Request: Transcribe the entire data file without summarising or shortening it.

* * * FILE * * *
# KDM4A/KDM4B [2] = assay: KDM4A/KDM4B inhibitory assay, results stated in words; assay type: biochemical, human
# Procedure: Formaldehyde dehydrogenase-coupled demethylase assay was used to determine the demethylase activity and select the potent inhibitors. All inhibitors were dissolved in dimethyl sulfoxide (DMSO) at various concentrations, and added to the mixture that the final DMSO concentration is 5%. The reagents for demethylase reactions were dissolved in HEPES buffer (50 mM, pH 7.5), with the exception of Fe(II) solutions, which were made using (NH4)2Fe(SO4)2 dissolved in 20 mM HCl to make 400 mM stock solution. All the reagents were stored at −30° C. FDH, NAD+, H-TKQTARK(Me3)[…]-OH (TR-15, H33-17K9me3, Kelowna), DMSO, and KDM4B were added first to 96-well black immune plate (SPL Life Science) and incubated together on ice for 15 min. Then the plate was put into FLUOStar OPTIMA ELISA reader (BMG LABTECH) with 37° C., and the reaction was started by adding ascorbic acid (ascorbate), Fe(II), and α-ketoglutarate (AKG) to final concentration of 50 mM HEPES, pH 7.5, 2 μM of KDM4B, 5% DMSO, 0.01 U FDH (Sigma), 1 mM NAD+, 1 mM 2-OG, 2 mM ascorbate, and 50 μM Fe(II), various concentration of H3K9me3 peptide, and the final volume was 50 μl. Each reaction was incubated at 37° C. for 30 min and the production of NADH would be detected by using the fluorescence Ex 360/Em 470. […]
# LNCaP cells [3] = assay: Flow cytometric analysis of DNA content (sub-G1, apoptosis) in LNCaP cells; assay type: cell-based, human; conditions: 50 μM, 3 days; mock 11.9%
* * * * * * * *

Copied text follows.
# KDM4A/KDM4B [2] = assay: KDM4A/KDM4B inhibitory assay, results stated in words; assay type: biochemical, human
# Procedure: Formaldehyde dehydrogenase-coupled demethylase assay was used to determine the demethylase activity and select the potent inhibitors. All inhibitors were dissolved in dimethyl sulfoxide (DMSO) at various concentrations, and added to the mixture that the final DMSO concentration is 5%. The reagents for demethylase reactions were dissolved in HEPES buffer (50 mM, pH 7.5), with the exception of Fe(II) solutions, which were made using (NH4)2Fe(SO4)2 dissolved in 20 mM HCl to make 400 mM stock solution. All the reagents were stored at −30° C. FDH, NAD+, H-TKQTARK(Me3)[…]-OH (TR-15, H33-17K9me3, Kelowna), DMSO, and KDM4B were added first to 96-well black immune plate (SPL Life Science) and incubated together on ice for 15 min. Then the plate was put into FLUOStar OPTIMA ELISA reader (BMG LABTECH) with 37° C., and the reaction was started by adding ascorbic acid (ascorbate), Fe(II), and α-ketoglutarate (AKG) to final concentration of 50 mM HEPES, pH 7.5, 2 μM of KDM4B, 5% DMSO, 0.01 U FDH (Sigma), 1 mM NAD+, 1 mM 2-OG, 2 mM ascorbate, and 50 μM Fe(II), various concentration of H3K9me3 peptide, and the final volume was 50 μl. Each reaction was incubated at 37° C. for 30 min and the production of NADH would be detected by using the fluorescence Ex 360/Em 470. […]
# LNCaP cells [3] = assay: Flow cytometric analysis of DNA content (sub-G1, apoptosis) in LNCaP cells; assay type: cell-based, human; conditions: 50 μM, 3 days; mock 11.9%